GoGo Labs Becomes First Boise State Start-up Company

Reprinted from Boise State University Update

Boise State University has joined an elite group of research universities that have a launched a start-up company after licensing an online gaming platform developed by university faculty to a new venture, GoGo Labs, that will introduce the software product to the marketplace.

GoGo Labs founder Lisa Dawley, a national expert on learning environments and a former professor and chair in Boise State’s Department of Educational Technology, developed the software with educational technology faculty member Chris Haskell while at Boise State. Collaborating with the university’s Office of University and Industry Ventures (UIV) in the Division of Research and Economic Development, Dawley and Haskell worked to refine, test and market the software product that provides technology-based learning opportunities.

“Boise State thrives on innovation,” said Bob Kustra, president of Boise State, “and this launch is a great byproduct of that atmosphere and the mechanisms now in place to encourage entrepreneurship on our campus. And what a great new teaching tool. As any parent or grandparent knows, today’s kids ‘get’ games.”

The licensing agreement is “a great example of the technology transfer program and faculty working together to strategically plan and support technology innovation and commercialization in the Treasure Valley,” Dawley added. “The spin-out is a culmination of two years of development and planning, and it feels fantastic to finally be at this point, working to support the ongoing evolution of the educational system in Idaho and beyond.”

GoGo Labs delivers quest-based online learning experiences and other learning technologies that are already bringing in business locally, nationally and internationally. Approximately 95 percent of revenue generated comes from out of state. While the initial market is focused on individual teachers and groups of teachers, an enterprise platform addressing other markets, including educational organizations, corporate training delivery and health management, will be developed later this year.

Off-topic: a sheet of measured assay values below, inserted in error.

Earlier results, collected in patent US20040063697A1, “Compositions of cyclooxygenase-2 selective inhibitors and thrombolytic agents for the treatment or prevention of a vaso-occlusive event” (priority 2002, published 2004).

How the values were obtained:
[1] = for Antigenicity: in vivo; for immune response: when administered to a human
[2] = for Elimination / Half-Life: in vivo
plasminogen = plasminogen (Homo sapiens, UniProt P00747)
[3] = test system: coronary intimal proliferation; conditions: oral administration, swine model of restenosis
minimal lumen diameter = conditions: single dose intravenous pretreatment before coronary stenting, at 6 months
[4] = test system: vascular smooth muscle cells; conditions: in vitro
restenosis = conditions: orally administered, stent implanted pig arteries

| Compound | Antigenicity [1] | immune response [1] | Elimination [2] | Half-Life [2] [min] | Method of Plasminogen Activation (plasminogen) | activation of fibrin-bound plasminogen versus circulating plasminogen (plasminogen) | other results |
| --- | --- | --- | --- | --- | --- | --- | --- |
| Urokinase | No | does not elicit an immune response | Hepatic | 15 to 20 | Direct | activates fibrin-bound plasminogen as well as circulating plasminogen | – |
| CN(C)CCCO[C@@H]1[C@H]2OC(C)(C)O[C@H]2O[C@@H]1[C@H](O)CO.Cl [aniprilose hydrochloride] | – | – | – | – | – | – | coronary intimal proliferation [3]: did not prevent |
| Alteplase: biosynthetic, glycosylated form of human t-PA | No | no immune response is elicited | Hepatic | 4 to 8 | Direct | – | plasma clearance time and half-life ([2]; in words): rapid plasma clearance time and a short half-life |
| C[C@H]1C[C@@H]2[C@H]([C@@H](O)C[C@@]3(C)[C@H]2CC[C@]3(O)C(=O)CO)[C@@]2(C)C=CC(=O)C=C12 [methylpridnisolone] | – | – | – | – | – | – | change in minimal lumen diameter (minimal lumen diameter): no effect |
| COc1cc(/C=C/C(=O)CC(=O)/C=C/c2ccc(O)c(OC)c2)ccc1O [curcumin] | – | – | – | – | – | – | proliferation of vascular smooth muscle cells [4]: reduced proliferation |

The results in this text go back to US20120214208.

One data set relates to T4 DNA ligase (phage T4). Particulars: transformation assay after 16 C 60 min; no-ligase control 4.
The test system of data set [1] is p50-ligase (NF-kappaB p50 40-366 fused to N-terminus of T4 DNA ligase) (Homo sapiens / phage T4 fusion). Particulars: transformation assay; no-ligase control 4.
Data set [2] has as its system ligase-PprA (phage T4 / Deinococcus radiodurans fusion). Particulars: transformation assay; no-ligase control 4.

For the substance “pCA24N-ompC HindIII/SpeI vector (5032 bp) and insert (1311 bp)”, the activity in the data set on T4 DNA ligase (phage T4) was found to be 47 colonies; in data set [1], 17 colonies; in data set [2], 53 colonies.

The software product is aimed at increasing learning engagement and performance outcomes through technology. In today’s culture, students transition seamlessly between online play and online learning. GoGo Labs builds on this familiarity with gamification — the use of game mechanics and thinking in non-gaming contexts — to increase understanding and retention.

Dawley worked with UIV to procure software industry contacts and feedback that led to beta testing and the development of the software commercially available today. UIV also provided marketing resources through Boise State’s Innovation Team, comprising graduate students who produced market assessments and commercialization plans. UIV offers similar programs and services to all university faculty.

Supporting faculty to form a startup company and commercialize university intellectual property is one example of ongoing and focused actions by Boise State’s Division of Research and Economic Development to cultivate research and the related long-term economic benefits of technology transfer.

About quest-based learning

Instead of courses consisting mainly of textbook learning and lectures, classes built around gamification boost student engagement by requiring them to select “quests” and progress at their own pace through a series of educational activities. Along the way, participants earn experience points, levels and badges that translate to a grade.

Quests are online learning activities that address the core of the subject matter. Quests can range from listening to a podcast or watching a short video to partnering with a classmate for discussion or writing a short essay. As students complete each quest, they can level up to new assignments on their journey toward an “A.” Early research is demonstrating that students remain more persistent in quest-based learning compared to the traditional assignments, with over 95 percent of students receiving “A’s,” and over 65 percent who continue to quest after a course is over.

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